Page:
“For if the sterling exchange is depreciated by, say, 25 per cent, this does as much to restrict our imports as a tariff of that amount; but whereas a tariff could not help our exports, and might hurt them, the depreciation of sterling affords them a bounty of the same 25 per cent by which it aids the home producer against imports.”
The world was soon engulfed in the Great Depression, the rise of German nationalism and the World War II.
In 1946 Keynes himself had to beg for a 4.5 billion US dollar loan from the US (and 1.19 billion from Canada). Ironically a condition of the loan was that Britain resume convertibility (gold pegging).
Related: Anglo-American Loan
IMF, which was set up to lend reserves for deficit countries originally and was not shut down after the collapse of the Bretton Woods in 1971, is now involved in debt restructuring, which can result in a co-ordinated approach.
Key lenders such as the Paris Club and other lenders such as the World Bank also work with IMF programs. China has also fallen in line with in the latest G20 initiatives.
Both the gold standard and hard or sustainable pegs and pure floats are self-correcting on the balance of payments as long as interest rates are not pushed down with money printing.
A successful or sustainable currency peg works by changing reserve money (the monetary base) in step with the balance of payments. To change reserve money in step with the BOP overnight interest rates have to change daily, based on the (unsterilized) interventions made in forex markets.
The unsterilized forex interventions made by a peg, rations credit (for imports or purchases of assets of fleeing investors) in the banking system through short term changes in the volume of rupee reserves in the banking system and changes in interest rates.
A forex sale by the central bank, which contracts liquidity will reduce total credit banks can give to below the new deposits and loan repayments received by the banking system.
A purchase of dollars will add liquidity, making possible credit above the deposits raised. As a result outflows of dollars will match the inflows of dollars in a consistent peg with no or limited open market operations.
However if the rupees lost in the interventions are re-injected to the credit system again through open market operations or outright monetization (sterilizing or over-sterilizing the dollar sale) the credit correction will not take place and more foreign reserves will be lost due to outflows of dollars financed with the newly minted money.
To correct a built up mis-matches and weakened confidence, large hikes in interest rates are needed.
The IMF may also ask for a ‘float’ to end the cycle of forex interventions and liquidity injections which triggers a reserve loss and change the regime.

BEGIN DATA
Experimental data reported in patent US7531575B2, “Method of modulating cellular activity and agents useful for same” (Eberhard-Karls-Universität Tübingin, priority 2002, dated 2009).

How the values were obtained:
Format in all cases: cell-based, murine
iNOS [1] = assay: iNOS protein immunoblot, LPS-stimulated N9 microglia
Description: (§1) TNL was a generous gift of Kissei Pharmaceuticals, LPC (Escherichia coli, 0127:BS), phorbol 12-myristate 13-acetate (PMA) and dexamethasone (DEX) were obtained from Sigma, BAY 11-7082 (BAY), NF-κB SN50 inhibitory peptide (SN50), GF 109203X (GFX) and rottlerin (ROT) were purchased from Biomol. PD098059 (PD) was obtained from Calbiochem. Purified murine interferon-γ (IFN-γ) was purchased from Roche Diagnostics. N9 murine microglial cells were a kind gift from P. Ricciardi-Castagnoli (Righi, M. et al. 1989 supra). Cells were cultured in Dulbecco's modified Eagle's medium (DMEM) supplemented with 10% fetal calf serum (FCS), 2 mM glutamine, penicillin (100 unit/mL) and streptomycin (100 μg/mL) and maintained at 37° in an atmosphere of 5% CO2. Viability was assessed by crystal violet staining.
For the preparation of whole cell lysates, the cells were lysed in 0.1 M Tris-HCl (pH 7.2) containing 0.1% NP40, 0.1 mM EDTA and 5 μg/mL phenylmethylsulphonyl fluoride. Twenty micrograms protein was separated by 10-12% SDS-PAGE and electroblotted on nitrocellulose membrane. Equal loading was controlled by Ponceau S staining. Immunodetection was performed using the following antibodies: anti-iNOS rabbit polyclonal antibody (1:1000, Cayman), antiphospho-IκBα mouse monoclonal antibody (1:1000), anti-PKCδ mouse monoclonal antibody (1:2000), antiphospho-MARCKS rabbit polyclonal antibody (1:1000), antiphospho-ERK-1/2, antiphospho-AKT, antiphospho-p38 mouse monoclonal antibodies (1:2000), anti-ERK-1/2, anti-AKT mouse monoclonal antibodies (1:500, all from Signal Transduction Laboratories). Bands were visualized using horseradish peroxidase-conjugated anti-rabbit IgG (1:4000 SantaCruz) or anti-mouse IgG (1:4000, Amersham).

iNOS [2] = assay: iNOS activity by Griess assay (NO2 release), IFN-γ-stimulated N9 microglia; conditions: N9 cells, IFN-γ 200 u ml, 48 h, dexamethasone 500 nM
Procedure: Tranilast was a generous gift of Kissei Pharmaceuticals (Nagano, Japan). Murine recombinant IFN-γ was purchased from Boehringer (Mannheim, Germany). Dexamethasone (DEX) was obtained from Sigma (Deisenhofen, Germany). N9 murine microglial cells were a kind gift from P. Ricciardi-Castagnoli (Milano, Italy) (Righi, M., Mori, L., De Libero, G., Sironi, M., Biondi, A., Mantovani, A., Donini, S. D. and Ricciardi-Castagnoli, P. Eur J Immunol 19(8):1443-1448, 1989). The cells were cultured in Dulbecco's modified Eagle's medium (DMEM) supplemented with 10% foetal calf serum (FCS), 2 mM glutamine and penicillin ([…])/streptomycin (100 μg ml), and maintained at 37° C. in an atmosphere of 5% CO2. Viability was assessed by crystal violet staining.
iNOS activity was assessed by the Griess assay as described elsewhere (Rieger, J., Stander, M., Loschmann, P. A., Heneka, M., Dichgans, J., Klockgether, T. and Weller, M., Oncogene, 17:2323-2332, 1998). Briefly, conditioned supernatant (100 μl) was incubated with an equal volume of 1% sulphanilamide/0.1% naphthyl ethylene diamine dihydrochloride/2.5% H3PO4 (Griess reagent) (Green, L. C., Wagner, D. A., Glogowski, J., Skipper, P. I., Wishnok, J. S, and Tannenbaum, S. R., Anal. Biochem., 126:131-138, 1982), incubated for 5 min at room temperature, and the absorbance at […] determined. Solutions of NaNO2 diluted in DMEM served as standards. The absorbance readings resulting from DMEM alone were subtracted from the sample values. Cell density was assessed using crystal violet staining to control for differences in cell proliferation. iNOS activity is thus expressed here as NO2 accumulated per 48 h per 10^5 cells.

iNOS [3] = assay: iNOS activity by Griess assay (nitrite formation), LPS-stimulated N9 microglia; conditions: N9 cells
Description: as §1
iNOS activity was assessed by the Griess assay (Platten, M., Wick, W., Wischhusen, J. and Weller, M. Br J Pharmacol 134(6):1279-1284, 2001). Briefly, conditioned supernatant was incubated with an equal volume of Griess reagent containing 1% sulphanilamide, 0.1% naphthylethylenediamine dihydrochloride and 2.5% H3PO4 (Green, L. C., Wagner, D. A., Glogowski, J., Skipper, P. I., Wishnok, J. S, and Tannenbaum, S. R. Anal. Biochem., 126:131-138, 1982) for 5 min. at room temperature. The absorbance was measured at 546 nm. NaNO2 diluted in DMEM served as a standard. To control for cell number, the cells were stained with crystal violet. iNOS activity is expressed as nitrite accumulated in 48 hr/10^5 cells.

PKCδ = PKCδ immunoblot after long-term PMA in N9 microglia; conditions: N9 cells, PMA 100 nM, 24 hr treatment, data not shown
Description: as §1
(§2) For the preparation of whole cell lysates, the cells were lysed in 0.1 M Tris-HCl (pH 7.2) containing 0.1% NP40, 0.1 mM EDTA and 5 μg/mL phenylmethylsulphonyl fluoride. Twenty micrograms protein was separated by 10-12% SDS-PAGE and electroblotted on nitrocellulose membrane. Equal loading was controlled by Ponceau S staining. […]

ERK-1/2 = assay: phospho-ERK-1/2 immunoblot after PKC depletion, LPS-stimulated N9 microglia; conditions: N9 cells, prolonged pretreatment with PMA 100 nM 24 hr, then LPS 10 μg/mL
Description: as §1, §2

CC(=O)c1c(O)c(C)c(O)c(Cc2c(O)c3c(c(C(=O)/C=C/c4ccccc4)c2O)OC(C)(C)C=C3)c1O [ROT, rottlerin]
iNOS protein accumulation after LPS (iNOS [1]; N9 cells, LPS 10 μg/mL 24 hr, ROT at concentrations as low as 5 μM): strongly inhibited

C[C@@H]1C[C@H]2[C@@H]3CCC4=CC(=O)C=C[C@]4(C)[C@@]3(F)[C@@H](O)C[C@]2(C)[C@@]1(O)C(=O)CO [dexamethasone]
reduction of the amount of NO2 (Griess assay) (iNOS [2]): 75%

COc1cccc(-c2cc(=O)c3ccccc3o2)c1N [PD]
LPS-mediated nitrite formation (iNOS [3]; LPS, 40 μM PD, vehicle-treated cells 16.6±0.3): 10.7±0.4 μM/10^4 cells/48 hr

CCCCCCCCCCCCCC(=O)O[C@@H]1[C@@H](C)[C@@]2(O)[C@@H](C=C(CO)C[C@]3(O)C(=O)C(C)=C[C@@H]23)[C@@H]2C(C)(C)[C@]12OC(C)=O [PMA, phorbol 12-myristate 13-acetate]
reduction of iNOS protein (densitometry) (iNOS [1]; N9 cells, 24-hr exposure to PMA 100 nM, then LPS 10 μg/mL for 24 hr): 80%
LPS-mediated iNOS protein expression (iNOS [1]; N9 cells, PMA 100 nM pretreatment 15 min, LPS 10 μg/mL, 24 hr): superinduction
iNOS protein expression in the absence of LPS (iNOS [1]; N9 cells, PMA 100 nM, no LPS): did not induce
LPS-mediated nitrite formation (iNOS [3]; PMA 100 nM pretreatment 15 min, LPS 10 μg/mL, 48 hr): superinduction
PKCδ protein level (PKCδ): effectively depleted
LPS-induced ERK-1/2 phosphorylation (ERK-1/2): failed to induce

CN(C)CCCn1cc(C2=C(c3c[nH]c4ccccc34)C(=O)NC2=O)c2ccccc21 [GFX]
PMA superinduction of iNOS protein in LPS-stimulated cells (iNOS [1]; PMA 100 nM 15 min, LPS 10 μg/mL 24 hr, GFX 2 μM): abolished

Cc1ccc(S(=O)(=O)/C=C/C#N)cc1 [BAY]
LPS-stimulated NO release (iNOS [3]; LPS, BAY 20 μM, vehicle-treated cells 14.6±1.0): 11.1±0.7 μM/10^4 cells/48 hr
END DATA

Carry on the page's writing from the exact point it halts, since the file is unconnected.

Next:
In a floating currency regime, there are no forex interventions or sterilization with new liquidity. The monetary base and interest are ‘fixed’ in the short term and the rupee reserves in the banking system are no longer altered unlike in a peg.
Domestic credit is immediately limited to available deposits and loan repayments and outflows of foreign exchange are matched to inflows through the fixed monetary base.
Any timing differences between outflows and inflows are reconciled through the floating exchange rate and the bank net open positions. In the medium term inflation is kept down by targeting an inflation index (and the monetary base) by raising or lowering interest rates through open market operations.
Dual Anchor ‘flexible’ Pegs
However the IMF, which loans money to the distressed central bank will not be able to recover the loan under a clean float. Therefore to collect forex reserves and repay the loan, the exchange rate has to be pegged (external anchor) again.
The IMF also usually advocates a regime that is neither floating nor hard pegged (flexible exchange rates) which switch between regimes and conflict with each other. Such currencies can depreciate indefinitely with no end in sight as happens frequently in Latin America.
Keynesians, using Mercantilist reasoning claim that the depreciation would help restore ‘export competitiveness’ and help fix monetary instability.
But in practice a pro-cyclical unstably-pegged central bank will later print money at the depreciated rate and get into trouble again, requiring another trip to the IMF, another steep rate hike instead of gently fluctuating self correcting rates changes.
Another depreciation, more ad hoc tax hikes, fresh hikes in energy and commodity prices as well as subsidies to help the worst affected poorest from currency depreciation follow.
As the economy and tax revenues contract mid-way in during an IMF program due to shrinking consumption from the currency collapse, more ad hoc tax hikes are made.